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Rod Pettigrew unexpectedly resigns B&ES leadership after two years

The B&ES is looking for a new chief executive after the resignation of Rod Pettigrew. The reasons for his resignation were not disclosed, although his departure was described as ‘entirely amicable.’

B&ES chief executive Rod Pettigrew has resigned unexpectedly, after two years in the role and 25 years at the HVAC trade body, although his departure was described by the trade body’s President Andy Sneyd as an ‘entirely amicable’ one.

Mr Sneyd thanked Mr Pettigrew for the ‘valuable contribution’ he had made during a quarter-of-a-century with the Association – particularly in the past two years when, as chief executive, he had worked closely with the officer team in developing the B&ES vision and strategy.

Mr Sneyd said: “My fellow officers, members of Council and the staff of the Association all join me in wishing Rod the very best of good fortune in pursuing his future career,”

He added that interim arrangements were already in place that would ensure that B&ES continued to operate effectively and serve the interests of its members while the search for a new chief executive was undertaken.

These arrangements include the formation of a strategic and operational board, under the chairmanship of the president and comprising the officers, Finance Committee chairman John Miller, finance director Ray Barraclough and Bruce Kirton, chief executive of Welplan, the Association’s principal commercial subsidiary.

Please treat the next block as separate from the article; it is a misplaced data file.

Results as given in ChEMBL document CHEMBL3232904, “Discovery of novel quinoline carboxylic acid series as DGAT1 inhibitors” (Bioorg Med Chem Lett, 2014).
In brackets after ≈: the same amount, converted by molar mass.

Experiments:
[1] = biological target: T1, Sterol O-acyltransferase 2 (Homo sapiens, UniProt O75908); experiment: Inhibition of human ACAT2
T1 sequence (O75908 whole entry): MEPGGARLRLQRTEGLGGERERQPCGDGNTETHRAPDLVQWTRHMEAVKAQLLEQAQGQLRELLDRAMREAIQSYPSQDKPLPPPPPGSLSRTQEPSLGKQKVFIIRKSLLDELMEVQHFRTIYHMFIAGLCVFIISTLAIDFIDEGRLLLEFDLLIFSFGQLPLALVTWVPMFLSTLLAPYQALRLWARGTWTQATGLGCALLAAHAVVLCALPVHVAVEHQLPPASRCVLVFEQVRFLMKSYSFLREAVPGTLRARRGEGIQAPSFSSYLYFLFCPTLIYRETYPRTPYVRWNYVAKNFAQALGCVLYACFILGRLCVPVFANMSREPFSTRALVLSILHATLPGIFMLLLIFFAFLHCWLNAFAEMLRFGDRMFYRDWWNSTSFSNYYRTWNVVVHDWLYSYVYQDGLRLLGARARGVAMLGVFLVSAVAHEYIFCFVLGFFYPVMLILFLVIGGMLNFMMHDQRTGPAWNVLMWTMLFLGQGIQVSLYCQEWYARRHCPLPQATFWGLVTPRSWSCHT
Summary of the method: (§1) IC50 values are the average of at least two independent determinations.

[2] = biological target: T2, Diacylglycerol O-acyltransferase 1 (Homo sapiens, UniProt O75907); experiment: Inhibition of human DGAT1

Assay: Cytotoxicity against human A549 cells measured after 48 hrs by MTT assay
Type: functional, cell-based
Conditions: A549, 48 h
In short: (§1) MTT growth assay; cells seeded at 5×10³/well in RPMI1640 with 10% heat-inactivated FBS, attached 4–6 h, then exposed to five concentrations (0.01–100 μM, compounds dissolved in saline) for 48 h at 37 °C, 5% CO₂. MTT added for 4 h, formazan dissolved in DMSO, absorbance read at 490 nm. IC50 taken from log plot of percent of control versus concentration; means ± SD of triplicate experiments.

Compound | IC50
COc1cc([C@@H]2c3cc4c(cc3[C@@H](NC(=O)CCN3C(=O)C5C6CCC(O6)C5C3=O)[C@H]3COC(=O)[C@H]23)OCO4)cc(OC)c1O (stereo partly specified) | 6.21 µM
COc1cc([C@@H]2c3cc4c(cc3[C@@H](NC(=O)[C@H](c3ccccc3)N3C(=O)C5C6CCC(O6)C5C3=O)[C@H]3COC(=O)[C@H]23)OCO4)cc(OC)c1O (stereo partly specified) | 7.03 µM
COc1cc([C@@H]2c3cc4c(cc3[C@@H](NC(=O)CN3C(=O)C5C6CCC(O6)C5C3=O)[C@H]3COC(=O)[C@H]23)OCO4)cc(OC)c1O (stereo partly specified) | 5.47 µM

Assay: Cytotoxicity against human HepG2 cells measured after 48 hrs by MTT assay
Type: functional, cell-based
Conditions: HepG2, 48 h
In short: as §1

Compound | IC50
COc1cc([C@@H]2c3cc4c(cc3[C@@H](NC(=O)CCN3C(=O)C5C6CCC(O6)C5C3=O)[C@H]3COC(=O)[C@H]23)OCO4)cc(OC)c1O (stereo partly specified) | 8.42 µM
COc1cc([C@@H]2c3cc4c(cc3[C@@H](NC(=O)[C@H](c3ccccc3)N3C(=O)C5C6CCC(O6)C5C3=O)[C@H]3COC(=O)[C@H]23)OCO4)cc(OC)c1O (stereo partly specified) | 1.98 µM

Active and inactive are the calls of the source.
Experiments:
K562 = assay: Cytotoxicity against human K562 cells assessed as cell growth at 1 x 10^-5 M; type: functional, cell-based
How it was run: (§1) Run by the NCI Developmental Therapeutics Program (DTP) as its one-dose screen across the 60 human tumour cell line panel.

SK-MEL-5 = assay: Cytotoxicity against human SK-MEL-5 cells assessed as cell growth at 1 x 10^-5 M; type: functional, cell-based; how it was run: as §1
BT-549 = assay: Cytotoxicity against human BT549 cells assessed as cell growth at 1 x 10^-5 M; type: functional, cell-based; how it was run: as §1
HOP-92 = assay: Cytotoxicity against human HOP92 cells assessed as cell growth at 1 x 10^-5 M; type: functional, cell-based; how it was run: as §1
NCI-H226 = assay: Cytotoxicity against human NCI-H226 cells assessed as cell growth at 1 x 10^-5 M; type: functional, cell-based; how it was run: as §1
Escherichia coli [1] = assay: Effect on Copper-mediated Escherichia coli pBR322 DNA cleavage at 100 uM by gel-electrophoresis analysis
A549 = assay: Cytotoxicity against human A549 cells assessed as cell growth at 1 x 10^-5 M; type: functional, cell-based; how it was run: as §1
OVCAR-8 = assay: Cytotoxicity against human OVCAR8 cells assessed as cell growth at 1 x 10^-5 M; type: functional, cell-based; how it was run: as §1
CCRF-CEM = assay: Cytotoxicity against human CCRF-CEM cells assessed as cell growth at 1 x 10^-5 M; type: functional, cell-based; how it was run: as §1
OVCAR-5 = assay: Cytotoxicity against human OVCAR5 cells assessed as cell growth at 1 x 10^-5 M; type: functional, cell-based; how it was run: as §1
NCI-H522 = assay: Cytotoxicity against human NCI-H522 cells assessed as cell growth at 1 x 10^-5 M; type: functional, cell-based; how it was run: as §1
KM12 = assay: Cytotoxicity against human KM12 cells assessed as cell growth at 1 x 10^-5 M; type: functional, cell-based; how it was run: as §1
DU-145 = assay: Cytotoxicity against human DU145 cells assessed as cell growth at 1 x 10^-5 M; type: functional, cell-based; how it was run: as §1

Mr Sneyd said: “At the top of the new board’s agenda will be key issues surrounding membership and marketing, the development of the Association’s own skills base and the future of vocational education and training across building engineering services,” said the president.

A lawyer by background, Mr Pettigrew joined the Association in 1990 and in 1994 was appointed head of the Commercial and Legal Department. He became deputy chief executive in 2008, and became chief executive in July 2013.

He has also served as a member of the council of the Confederation of British Industry and of the policy board of the United Kingdom Contractors’ Group, and as general secretary (UK) of GCP Europe, the international umbrella body for the HVACR and plumbing industries.

Readers' comments (1)

  • A gentleman with plenty more to contribute to the building servies engineering industry

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